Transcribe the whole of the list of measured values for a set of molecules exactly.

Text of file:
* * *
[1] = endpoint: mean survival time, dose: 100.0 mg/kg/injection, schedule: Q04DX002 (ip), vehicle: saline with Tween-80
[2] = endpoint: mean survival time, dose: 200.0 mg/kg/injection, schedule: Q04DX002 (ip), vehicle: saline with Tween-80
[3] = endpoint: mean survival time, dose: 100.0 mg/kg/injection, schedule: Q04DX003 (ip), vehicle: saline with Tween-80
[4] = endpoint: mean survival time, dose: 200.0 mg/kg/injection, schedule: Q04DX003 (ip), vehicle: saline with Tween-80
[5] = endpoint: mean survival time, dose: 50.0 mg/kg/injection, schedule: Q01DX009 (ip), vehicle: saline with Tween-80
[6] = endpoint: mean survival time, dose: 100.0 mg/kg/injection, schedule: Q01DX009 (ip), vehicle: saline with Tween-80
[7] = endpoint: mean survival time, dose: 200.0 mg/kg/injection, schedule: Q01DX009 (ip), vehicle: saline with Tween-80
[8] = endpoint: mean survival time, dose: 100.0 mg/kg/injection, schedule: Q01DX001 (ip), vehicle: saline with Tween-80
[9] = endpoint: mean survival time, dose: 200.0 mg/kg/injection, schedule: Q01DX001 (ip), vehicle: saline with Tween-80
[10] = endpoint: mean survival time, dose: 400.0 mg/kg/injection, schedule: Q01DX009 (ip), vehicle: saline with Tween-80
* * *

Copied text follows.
[1] = endpoint: mean survival time, dose: 100.0 mg/kg/injection, schedule: Q04DX002 (ip), vehicle: saline with Tween-80
[2] = endpoint: mean survival time, dose: 200.0 mg/kg/injection, schedule: Q04DX002 (ip), vehicle: saline with Tween-80
[3] = endpoint: mean survival time, dose: 100.0 mg/kg/injection, schedule: Q04DX003 (ip), vehicle: saline with Tween-80
[4] = endpoint: mean survival time, dose: 200.0 mg/kg/injection, schedule: Q04DX003 (ip), vehicle: saline with Tween-80
[5] = endpoint: mean survival time, dose: 50.0 mg/kg/injection, schedule: Q01DX009 (ip), vehicle: saline with Tween-80
[6] = endpoint: mean survival time, dose: 100.0 mg/kg/injection, schedule: Q01DX009 (ip), vehicle: saline with Tween-80
[7] = endpoint: mean survival time, dose: 200.0 mg/kg/injection, schedule: Q01DX009 (ip), vehicle: saline with Tween-80
[8] = endpoint: mean survival time, dose: 100.0 mg/kg/injection, schedule: Q01DX001 (ip), vehicle: saline with Tween-80
[9] = endpoint: mean survival time, dose: 200.0 mg/kg/injection, schedule: Q01DX001 (ip), vehicle: saline with Tween-80
[10] = endpoint: mean survival time, dose: 400.0 mg/kg/injection, schedule: Q01DX009 (ip), vehicle: saline with Tween-80